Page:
Tuesday, April 26, 2016

Loyalty Conflict in Children

Loyalty conflicts are complicated.

Resolving loyalty conflicts is a process.

That process often starts with reparenting ourselves as we parent our children.

How do I that? How do I reparent myself to fill in those broken places while I try to raise another human being?

The first step in any process of human change is recognition of our own contributions to the status quo. This requires a spirit of inquiry about self because we are only able to be as honest with another person as we are able to be honest with ourselves.

If I am unhappy with the life partner I chose, I need to accept responsibility for that choice. I need to explore my needs and desires that led me to make a choice for myself that has proven to be a poor one.

I need to take responsibility and stop blaming my partner for the choices I made. I need to make better choices. I need to take some risks to change my own behavior in order to build a better life for myself and my children.

“I” statements have power. That is why most approaches to the change process include them. Try it. Keep the focus on self. Keep the focus on personal choices and personal responsibility.

I chose.

I decided.

I agreed.

I acted.

Parents teach us about choices, consequences, personal responsibility, honesty, and integrity. If our parents blamed others for their own shortcomings and disappointments then we are likely to that, too.

How can we teach our children about being a decent human being if we are blaming other people for the choices we have made? Becoming a better parent may mean having a different relationship, a different understanding, of how we were raised.

Does that feel disloyal? Do you feel a loyalty conflict? Do you believe that it’s wrong to admit that your Mom or your Dad made choices that hurt you or left you alone too much or blamed you too much or criticized you too much or made you grow up too fast?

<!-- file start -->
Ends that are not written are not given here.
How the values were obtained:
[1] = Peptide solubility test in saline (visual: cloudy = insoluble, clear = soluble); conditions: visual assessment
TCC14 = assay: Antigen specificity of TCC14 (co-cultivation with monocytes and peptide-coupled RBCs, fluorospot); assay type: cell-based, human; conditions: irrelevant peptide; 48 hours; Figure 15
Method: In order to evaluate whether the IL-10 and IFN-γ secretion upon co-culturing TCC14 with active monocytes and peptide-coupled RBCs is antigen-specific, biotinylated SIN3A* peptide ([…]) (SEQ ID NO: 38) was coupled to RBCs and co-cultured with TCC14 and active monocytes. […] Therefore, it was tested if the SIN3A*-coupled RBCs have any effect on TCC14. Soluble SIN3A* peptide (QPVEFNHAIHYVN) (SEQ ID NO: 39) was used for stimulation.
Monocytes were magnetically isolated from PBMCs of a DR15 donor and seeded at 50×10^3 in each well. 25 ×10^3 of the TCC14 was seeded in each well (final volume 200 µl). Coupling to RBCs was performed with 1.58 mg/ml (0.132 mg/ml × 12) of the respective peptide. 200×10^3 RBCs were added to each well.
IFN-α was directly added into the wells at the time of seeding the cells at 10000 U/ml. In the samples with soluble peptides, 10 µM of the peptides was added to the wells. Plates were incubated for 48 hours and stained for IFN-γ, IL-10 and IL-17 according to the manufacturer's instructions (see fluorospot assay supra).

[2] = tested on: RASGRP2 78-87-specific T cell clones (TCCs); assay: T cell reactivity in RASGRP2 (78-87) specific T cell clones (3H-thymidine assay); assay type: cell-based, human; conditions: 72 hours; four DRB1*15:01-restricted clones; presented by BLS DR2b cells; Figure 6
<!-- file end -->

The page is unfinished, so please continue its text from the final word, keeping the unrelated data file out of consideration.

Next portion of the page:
Life happens to all of us. Life happened to our parents. Exploring the impact of the choices our parents made is not disloyal. Recognizing the impact of the life challenges thrown at our parents is not disloyal. Being honest about how we felt as children when our parents made the very best choices possible as they faced difficult situations, is not disloyal.

Children shouldn’t have to choose one parent over the other. But many adults say that they felt closer to one parent than they felt to the other, or that one parent had more positive influence than the other. Our feelings towards our parents are not a matter of loyalty or disloyalty. They can be a source of tremendous understanding, compassion, and empathy for our parents and for ourselves when we were children.

Becoming a better parent means acknowledging the ways we need to take care of ourselves to make sure that we don’t unconsciously use our children to meet our own needs.

This process is complicated under the best of circumstances. When our own family has broken apart, it can seem impossible. But our children can’t wait to be adequately parented until we grow up. We need to find a way to take care of our children and take care of self. Find a therapist or counselor or life coach who can help. Find a support group of like-minded parents who can help.

You are worth it and so are your children.

Monday, April 25, 2016

Loyalty Conflict in Children

Children shouldn’t have to choose one parent over the other.

Most parents would immediately agree with that sentiment. Oh, absolutely! I would never….

But children don’t feel the pressure and stress of loyalty conflict because a parent overtly and directly asks them to choose or asks them to agree with negative statements about Mom or Dad.

Children feel loyalty conflicts because they know when Mom or Dad is angry or rejecting of the other parent and it feels scary.

Children know when Mom or Dad needs the child to reassure the parent that the adult is important, special, and the better parent.

Children learn to choose one parent over the other because children can sense what parents need to hear and see in order for the parent to feel good about him or herself.
If Mom or Dad feels good, like a good parent, then life feels good for the child.